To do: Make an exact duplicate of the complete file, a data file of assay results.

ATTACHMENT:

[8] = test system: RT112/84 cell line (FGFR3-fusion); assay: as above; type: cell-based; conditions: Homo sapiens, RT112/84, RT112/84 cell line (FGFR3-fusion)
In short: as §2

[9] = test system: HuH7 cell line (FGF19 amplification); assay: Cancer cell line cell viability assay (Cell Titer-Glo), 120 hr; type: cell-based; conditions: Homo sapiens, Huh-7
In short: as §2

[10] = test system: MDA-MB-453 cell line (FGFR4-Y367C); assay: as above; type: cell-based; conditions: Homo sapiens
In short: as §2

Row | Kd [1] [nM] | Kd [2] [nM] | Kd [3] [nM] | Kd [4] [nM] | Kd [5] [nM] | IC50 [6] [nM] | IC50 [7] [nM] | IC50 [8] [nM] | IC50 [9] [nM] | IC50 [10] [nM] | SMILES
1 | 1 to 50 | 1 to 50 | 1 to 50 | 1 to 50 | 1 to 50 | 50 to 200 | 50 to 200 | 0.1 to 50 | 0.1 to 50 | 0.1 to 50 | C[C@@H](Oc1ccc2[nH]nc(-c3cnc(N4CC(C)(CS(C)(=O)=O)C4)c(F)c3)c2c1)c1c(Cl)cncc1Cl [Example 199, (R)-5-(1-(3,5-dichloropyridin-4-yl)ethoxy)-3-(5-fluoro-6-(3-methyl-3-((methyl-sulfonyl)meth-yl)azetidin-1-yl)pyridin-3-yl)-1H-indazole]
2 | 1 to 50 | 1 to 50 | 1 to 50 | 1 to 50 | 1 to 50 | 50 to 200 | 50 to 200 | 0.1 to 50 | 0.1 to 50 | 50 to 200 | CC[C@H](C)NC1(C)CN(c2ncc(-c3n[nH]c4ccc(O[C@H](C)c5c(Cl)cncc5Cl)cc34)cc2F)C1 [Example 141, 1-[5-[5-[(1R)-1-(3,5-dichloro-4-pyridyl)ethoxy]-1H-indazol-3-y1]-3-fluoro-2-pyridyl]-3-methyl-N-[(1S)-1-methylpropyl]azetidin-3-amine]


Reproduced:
[8] = test system: RT112/84 cell line (FGFR3-fusion); assay: as above; type: cell-based; conditions: Homo sapiens, RT112/84, RT112/84 cell line (FGFR3-fusion)
In short: as §2

[9] = test system: HuH7 cell line (FGF19 amplification); assay: Cancer cell line cell viability assay (Cell Titer-Glo), 120 hr; type: cell-based; conditions: Homo sapiens, Huh-7
In short: as §2

[10] = test system: MDA-MB-453 cell line (FGFR4-Y367C); assay: as above; type: cell-based; conditions: Homo sapiens
In short: as §2

Row | Kd [1] [nM] | Kd [2] [nM] | Kd [3] [nM] | Kd [4] [nM] | Kd [5] [nM] | IC50 [6] [nM] | IC50 [7] [nM] | IC50 [8] [nM] | IC50 [9] [nM] | IC50 [10] [nM] | SMILES
1 | 1 to 50 | 1 to 50 | 1 to 50 | 1 to 50 | 1 to 50 | 50 to 200 | 50 to 200 | 0.1 to 50 | 0.1 to 50 | 0.1 to 50 | C[C@@H](Oc1ccc2[nH]nc(-c3cnc(N4CC(C)(CS(C)(=O)=O)C4)c(F)c3)c2c1)c1c(Cl)cncc1Cl [Example 199, (R)-5-(1-(3,5-dichloropyridin-4-yl)ethoxy)-3-(5-fluoro-6-(3-methyl-3-((methyl-sulfonyl)meth-yl)azetidin-1-yl)pyridin-3-yl)-1H-indazole]
2 | 1 to 50 | 1 to 50 | 1 to 50 | 1 to 50 | 1 to 50 | 50 to 200 | 50 to 200 | 0.1 to 50 | 0.1 to 50 | 50 to 200 | CC[C@H](C)NC1(C)CN(c2ncc(-c3n[nH]c4ccc(O[C@H](C)c5c(Cl)cncc5Cl)cc34)cc2F)C1 [Example 141, 1-[5-[5-[(1R)-1-(3,5-dichloro-4-pyridyl)ethoxy]-1H-indazol-3-y1]-3-fluoro-2-pyridyl]-3-methyl-N-[(1S)-1-methylpropyl]azetidin-3-amine]